THINKING BUSINESS
a blog by Chris Barrow

The Humble Smile Foundation – guest blog

My friend and client James Hamill has pioneered the launch of Humble Brush in the UK and his company Quintess Denta are the suppliers. They also have plans to support Bridge2Aid in Tanzania next year.

I see all of this as a wonderful example of CSR in dentistry and an opportunity for any practice to contribute by becoming a stockist of Humble Brush and allowing their patients to participate.

Here is a short guest blog from Dr. Darren Weiss, President of Humble Smile Foundation, together with a link to a PDF explaining more about their recent project in India:

Many kids throughout the world have no means to care for their oral health. The dental clinic is too far away. They don’t have fluoride and they don’t have a toothbrush. What they do have is an increasingly sugary diet. The result is often pain, tooth loss, missing school, disability, and impaired psychological and physical development.

The Humble Smile Foundation’s mission is to prevent suffering caused by oral disease by promoting effective oral health initiatives where needs are great. In order for the impact to be sustainable, the program entails much more than just handing out toothbrushes. Educating about oral health has also been shown to be of little value. Dental treatment too doesn’t impact dental disease – if anything it contributes to further disease.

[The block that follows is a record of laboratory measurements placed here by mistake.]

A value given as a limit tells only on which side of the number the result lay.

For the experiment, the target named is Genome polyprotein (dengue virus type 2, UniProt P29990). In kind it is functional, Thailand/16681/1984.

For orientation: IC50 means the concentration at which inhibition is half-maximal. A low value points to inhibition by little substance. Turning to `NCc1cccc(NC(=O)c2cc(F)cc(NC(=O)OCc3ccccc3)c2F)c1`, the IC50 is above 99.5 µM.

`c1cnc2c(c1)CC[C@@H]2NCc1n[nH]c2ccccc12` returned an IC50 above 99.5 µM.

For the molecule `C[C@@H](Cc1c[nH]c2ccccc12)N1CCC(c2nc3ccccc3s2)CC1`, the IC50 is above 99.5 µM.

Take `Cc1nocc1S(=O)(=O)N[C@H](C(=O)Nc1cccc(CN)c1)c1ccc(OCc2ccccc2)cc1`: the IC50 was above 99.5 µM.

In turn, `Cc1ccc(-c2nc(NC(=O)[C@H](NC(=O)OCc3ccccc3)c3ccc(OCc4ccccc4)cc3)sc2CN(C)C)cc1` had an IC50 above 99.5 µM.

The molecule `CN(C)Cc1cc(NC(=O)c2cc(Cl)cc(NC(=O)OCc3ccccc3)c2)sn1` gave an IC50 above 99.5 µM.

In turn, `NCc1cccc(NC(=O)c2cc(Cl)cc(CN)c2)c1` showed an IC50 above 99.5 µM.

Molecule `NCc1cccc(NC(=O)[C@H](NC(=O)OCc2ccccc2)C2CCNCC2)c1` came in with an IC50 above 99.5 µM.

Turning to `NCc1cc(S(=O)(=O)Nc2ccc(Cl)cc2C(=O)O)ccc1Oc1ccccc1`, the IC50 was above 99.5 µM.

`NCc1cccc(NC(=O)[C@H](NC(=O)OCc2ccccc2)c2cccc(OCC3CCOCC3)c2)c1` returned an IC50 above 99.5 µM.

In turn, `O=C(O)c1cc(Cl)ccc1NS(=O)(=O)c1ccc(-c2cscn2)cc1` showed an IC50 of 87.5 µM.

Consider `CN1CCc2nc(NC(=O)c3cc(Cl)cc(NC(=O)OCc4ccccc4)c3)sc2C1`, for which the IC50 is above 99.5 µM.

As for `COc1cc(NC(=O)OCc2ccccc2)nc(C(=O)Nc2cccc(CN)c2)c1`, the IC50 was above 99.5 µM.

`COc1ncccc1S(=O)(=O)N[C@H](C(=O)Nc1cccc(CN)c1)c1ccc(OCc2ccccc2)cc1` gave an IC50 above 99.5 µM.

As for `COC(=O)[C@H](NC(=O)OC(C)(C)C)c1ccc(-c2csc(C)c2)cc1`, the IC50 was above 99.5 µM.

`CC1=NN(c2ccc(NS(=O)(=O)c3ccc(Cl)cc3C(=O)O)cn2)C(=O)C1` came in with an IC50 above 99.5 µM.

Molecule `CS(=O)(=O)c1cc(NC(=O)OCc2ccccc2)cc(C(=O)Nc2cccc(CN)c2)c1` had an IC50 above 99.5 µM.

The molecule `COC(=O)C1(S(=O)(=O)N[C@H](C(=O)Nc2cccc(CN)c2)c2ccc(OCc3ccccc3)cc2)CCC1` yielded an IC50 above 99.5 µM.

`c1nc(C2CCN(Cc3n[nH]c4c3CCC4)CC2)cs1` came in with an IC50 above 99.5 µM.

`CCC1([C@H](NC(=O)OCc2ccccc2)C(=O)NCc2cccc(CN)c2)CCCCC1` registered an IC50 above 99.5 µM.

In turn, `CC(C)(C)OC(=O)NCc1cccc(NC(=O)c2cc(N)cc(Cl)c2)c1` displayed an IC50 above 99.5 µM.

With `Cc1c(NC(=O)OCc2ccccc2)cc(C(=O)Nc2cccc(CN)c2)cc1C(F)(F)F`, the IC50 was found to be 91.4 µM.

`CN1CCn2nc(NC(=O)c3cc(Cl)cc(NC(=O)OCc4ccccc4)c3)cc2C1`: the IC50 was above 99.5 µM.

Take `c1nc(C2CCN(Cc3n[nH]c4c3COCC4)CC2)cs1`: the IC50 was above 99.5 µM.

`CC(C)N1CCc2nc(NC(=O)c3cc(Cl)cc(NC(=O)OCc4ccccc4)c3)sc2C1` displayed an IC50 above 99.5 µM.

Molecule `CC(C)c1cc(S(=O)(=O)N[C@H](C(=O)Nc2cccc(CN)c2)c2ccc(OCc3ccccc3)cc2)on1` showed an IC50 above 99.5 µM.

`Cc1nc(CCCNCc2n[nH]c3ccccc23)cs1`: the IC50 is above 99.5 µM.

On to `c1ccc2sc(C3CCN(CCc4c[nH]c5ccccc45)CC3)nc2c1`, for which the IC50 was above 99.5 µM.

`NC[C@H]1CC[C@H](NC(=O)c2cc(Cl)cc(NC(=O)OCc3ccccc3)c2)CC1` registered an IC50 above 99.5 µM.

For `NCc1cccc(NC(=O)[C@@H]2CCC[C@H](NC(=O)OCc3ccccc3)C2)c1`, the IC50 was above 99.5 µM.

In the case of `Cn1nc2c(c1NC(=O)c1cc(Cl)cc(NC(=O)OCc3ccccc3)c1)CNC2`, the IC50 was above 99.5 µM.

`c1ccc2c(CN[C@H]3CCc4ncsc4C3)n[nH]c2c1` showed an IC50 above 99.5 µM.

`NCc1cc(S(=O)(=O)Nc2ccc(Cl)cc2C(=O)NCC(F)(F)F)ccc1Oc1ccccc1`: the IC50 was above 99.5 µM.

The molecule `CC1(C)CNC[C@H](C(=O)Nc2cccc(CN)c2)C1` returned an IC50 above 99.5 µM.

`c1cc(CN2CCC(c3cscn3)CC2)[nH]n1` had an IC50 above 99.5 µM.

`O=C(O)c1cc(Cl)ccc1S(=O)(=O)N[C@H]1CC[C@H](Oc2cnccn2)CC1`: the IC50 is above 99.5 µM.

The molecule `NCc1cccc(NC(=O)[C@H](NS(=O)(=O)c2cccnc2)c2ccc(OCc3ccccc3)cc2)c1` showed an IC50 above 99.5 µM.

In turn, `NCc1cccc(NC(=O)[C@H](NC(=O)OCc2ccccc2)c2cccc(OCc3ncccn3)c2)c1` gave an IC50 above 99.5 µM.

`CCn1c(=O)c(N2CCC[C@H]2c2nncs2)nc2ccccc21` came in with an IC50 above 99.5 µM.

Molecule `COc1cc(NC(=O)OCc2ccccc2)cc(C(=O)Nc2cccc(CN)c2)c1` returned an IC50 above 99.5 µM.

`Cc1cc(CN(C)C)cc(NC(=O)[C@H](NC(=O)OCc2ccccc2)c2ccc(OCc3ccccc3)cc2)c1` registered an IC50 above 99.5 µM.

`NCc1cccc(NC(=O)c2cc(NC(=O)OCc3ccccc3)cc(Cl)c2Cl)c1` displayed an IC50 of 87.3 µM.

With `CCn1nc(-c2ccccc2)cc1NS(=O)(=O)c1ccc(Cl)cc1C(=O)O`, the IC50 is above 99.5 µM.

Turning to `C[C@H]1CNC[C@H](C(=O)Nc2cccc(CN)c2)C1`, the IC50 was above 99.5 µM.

What’s needed are preventive oral health interventions, that include changes to the daily routine such as monitored tooth brushing and modification of the amount of sugar in the diet. Healthy behaviors and lifestyles developed at a young age are more sustainable throughout life. Similarly, Humble Smile Foundation is committed to developing and strengthening the capacities of local non-dental personnel through education and training.

Other interventions that aim to promote and facilitate long-term sustainable improvements include tackling upstream factors, and the environment, that cause poor oral health and create inequities.

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